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Tips on Using Fans

by Christina Wright

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Retro fan on old-fashioned suitcases next to globe

Indoor climate control is important wherever you live, and fans can help you maintain the optimum temperature in your home or office. There are many types of fans available, so be sure to pick the best one for you. To keep your home or office cool and your fan working properly, follow these tips on using and caring for your fans.

Tips on Using Fans:

  1. Clean it regularly: Continuous operation leads to dirt and grime collecting on the blades. While this means your fan is cleaning the air as well as cooling it, the collected grime is unsightly and can eventually slow the blades. Fan blades will also pick up grease if used in or near a kitchen and yellow smoke tar near smokers. To keep your fan looking good and working properly, you should clean it regularly. You may need to remove the fan housing to access the blades for cleaning. First, unplug the fan from its power outlet; second, use water, window cleaner or diluted dish detergent and paper towels to clean the blades. If you use detergent, remember to use a second paper towel wetted with water to remove any remaining detergent. Consider running your newly cleaned fan outside or pointing it toward a window to blow out any fumes from your cleaning solution before using it inside again.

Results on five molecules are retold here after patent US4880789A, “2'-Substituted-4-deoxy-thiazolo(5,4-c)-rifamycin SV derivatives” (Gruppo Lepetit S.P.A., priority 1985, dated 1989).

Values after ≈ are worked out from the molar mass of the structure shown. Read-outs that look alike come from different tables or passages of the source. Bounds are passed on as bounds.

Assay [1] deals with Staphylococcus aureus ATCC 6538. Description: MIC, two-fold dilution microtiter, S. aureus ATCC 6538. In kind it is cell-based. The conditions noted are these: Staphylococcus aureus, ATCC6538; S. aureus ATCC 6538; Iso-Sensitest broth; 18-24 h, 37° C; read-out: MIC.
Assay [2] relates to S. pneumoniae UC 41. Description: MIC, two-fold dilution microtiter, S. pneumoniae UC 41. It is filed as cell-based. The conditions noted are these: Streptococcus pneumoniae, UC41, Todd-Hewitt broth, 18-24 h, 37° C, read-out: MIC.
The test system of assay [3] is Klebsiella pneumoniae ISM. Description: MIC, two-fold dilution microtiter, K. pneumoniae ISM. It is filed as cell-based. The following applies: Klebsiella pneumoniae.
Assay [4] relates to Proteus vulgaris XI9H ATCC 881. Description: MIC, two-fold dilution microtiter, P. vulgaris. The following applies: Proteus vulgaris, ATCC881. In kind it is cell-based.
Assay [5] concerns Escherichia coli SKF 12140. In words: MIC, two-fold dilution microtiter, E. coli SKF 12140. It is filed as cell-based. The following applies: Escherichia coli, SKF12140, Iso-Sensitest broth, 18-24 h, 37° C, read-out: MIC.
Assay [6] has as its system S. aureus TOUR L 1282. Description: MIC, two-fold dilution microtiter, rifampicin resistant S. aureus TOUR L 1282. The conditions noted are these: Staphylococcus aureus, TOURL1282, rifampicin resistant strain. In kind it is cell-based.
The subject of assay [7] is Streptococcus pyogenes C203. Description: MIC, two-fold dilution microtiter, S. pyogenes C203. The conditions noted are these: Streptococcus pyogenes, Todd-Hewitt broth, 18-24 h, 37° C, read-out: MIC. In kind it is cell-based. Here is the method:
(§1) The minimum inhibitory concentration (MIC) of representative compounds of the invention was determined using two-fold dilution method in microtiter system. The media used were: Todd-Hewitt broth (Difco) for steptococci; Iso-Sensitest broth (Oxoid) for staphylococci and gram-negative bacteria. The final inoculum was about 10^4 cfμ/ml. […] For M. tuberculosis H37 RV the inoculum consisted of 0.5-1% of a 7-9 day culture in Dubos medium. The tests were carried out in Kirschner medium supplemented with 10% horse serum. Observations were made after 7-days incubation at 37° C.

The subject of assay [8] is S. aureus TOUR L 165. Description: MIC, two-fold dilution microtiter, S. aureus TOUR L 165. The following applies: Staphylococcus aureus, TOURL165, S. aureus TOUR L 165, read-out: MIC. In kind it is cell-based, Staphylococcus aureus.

2. Place it high or in a corner: Where you place your fan can have a big effect on how cool it makes the room. If you have a small fan, place it high in the room, like on top of a bookcase, mantel or dresser. Hot air rises, so a high fan cools and recirculates that air; fans high in the room also push the warm, moist air near your body away from you and replace it with cool, dry air, which is also how ceiling fans work. If you have a large stand, pedestal or tower fan, place it in a corner. Not only is the fan less likely to be in your way in a corner, but its air flow will almost always point to the center of the room, which is good for circulation of the air.

  3. Turn it off: Moving air always feels cool to the skin, but fans don't actually cool the air like an air conditioner does; they only push it around and recirculate it. This means that if you are not in a room to feel the moving air, the fan isn't benefiting anyone. Turn off the fan when no one is using the room. This will maintain the life of your fan and reduce energy costs.

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